Residents of village ‘untouched by modern world’ fear eviction as it goes on sale for £15m

Residents facing eviction from one of the final coastal communities untouched by second homes have vowed to do “whatever it takes” to stop its sale.

The manor of the historic coastal parish of Trevalga in Cornwall is home to six let farms and 17 other homes.

Trustees have engaged Savills to sell it off for a guide price of £15.75m – leaving the future of those who have lived there for decades uncertain.

But a row has broken out as those living there claim the sale is in breach of the wishes of its former owner Gerald Curgenven, who left it in his will to Marlborough College in 1959 with the instruction to “preserve it” and not break it up.

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And after discovering the listing, residents have accused the trustees of greed and fear their “little piece of timeless paradise” is being broken up for nothing more than profit and have vowed to win the “Battle of Trevalga”.

They described the hamlet, which lies on the north Cornish coast between Boscastle and Tintagel, as a “unique place in Britain that has been left largely untouched by the modern world”.

It doesn’t suffer from any light pollution and has escaped the invasion of second home owners and holiday lets throughout the rest of Cornwall.

Campaign coordinator Serena Patrick, 38, said locals were fighting for more than just their own homes.

“It has not been developed, because of how Gerald Curgenven managed it in his lifetime,” she said.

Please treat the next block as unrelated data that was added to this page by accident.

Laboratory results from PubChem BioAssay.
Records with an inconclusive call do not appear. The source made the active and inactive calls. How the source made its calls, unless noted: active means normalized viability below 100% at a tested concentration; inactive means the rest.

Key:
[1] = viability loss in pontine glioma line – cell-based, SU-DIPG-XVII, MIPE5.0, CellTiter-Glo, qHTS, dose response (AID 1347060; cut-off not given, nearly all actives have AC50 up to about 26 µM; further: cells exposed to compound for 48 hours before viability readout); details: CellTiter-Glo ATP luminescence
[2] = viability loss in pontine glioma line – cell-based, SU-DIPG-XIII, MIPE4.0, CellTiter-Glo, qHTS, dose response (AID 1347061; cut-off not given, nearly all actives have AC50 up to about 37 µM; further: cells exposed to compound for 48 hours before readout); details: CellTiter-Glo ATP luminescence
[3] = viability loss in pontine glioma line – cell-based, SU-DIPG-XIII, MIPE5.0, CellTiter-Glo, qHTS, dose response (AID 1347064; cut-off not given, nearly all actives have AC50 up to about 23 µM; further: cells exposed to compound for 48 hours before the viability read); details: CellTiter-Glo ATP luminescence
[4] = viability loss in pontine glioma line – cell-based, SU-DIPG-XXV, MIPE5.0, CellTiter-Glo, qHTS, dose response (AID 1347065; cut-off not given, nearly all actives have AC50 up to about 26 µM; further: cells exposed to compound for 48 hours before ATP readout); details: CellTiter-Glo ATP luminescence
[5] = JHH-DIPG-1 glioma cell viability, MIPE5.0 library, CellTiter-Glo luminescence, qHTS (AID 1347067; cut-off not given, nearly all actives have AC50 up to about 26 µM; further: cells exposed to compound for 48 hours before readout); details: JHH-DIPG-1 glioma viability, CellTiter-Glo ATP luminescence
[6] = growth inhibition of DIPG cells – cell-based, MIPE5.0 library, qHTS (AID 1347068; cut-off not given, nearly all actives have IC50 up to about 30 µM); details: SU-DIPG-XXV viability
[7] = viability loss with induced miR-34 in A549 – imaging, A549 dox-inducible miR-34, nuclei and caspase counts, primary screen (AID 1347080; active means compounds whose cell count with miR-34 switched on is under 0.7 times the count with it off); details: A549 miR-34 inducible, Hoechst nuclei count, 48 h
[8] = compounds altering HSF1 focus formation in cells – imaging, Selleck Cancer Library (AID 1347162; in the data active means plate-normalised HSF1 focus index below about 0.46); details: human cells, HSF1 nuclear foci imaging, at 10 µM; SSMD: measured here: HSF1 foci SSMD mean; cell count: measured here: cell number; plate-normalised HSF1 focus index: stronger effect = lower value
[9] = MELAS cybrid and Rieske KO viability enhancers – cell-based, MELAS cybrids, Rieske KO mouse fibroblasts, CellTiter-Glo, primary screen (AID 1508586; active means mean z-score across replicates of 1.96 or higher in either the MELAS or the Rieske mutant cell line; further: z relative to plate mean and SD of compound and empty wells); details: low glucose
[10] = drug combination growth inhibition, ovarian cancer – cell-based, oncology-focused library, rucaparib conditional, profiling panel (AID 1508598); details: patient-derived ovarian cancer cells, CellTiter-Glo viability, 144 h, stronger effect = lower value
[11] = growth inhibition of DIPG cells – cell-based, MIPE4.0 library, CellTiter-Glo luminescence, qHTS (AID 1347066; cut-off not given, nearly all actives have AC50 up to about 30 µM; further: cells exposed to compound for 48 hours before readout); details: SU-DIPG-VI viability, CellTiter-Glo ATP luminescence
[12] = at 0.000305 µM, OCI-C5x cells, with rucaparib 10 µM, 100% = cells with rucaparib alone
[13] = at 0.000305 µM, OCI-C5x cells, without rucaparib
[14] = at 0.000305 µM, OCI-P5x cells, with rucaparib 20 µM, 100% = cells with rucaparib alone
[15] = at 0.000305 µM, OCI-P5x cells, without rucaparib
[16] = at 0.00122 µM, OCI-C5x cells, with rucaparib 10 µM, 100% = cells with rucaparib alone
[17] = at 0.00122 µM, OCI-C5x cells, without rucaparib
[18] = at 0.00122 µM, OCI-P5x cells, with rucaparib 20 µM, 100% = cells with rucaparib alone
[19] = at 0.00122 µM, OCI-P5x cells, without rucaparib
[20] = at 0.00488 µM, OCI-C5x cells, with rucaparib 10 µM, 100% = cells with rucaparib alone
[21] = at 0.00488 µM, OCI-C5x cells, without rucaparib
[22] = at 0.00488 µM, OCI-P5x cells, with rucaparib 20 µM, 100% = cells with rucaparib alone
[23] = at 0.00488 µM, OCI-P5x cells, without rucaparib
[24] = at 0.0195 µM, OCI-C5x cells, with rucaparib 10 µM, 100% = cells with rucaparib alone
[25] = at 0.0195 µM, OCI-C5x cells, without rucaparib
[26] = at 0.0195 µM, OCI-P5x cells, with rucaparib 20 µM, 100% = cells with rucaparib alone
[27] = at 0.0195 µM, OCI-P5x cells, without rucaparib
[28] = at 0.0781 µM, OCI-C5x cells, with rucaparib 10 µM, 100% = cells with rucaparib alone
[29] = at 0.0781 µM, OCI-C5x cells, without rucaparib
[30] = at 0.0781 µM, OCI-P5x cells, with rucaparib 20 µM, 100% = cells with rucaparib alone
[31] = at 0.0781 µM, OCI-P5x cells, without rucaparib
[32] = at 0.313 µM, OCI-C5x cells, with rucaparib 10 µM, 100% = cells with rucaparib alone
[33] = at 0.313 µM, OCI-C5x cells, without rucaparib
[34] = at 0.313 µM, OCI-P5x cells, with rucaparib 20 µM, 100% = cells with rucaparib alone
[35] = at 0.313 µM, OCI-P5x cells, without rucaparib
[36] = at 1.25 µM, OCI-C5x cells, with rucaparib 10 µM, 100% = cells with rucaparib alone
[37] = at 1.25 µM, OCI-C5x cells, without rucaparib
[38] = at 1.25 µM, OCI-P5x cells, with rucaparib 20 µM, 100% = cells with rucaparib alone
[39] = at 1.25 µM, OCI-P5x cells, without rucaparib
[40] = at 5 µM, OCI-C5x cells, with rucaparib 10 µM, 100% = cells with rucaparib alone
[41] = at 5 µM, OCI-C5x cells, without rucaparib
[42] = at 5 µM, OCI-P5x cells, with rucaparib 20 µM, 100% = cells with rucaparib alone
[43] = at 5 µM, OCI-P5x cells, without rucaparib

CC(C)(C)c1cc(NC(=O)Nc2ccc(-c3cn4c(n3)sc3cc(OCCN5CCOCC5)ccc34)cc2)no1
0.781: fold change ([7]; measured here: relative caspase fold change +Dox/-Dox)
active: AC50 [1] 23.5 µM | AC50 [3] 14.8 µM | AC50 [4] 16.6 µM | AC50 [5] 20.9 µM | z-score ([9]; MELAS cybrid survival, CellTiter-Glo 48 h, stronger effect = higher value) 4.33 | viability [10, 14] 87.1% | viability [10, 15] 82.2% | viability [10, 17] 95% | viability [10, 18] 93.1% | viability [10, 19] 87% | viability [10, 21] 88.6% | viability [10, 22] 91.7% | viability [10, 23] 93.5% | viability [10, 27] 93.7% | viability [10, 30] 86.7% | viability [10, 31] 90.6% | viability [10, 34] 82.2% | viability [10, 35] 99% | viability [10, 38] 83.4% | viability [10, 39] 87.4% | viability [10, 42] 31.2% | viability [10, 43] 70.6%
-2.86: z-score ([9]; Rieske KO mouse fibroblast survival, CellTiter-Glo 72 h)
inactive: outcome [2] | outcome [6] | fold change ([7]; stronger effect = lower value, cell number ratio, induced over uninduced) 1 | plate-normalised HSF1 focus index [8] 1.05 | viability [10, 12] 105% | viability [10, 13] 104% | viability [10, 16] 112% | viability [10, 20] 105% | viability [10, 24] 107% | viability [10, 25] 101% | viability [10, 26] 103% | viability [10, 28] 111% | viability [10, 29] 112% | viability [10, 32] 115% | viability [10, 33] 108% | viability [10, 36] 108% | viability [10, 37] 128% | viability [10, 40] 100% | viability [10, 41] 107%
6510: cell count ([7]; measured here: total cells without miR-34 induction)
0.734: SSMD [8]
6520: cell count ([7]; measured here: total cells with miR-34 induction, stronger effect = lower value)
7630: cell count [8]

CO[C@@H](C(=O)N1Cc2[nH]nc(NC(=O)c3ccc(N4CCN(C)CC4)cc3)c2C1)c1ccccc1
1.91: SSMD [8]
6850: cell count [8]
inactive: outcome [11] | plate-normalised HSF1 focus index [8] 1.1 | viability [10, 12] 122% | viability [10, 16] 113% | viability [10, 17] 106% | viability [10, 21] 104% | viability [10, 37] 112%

“And after his death in 1959 it has been almost completely sheltered from the rise of modernism and development that has swept the entire country.

“It is a medieval parish that is largely unchanged – and a living piece of shared history.

“With no street lighting, you can stand in almost complete silence. It is unique. What he tried to do was ensure homes for local people in a beautiful and historic area.

“So what is the point in writing a will if when you die you can just say my wishes don’t matter?

“The trust created to preserve Trevalga has, in our view, now been twisted into a tool to exploit it for nothing more than monetary gain.”

Former owner Gerald Curgenven left the 1,200-acre estate in his will to Marlborough College in 1959 with the instruction to ‘preserve it’ and not break it up

The 1,200-acre estate, which is situated between the villages of Boscastle and Tintagel, includes all the tenanted properties, a mile of coastline and a few small rocky islands.

Currently, houses are rented to locals at reasonable rates, but Savills said in its marketing material new owners may want to pursue the “redevelopment” and “further income generation”.

Curgenven, Lord of The Manor, as his headstone reads, left the entire estate – which he first purchased for £14,000 in 1934 – in a will trust to Marlborough College upon his death. The trust was created so the estate could be preserved and improved “and as far as possible not sold or broken up”.

More than 3,000 people have now signed a petition to try and block the sale.

Trevalga is one of the final Cornish coastal communities untouched by second homes

Artist Peter Pracownik, 70, who has lived at Trevalga Manor for the last 26 years, is among those fearing eviction alongside his wife Nicola Lydon, 44, and his two sons

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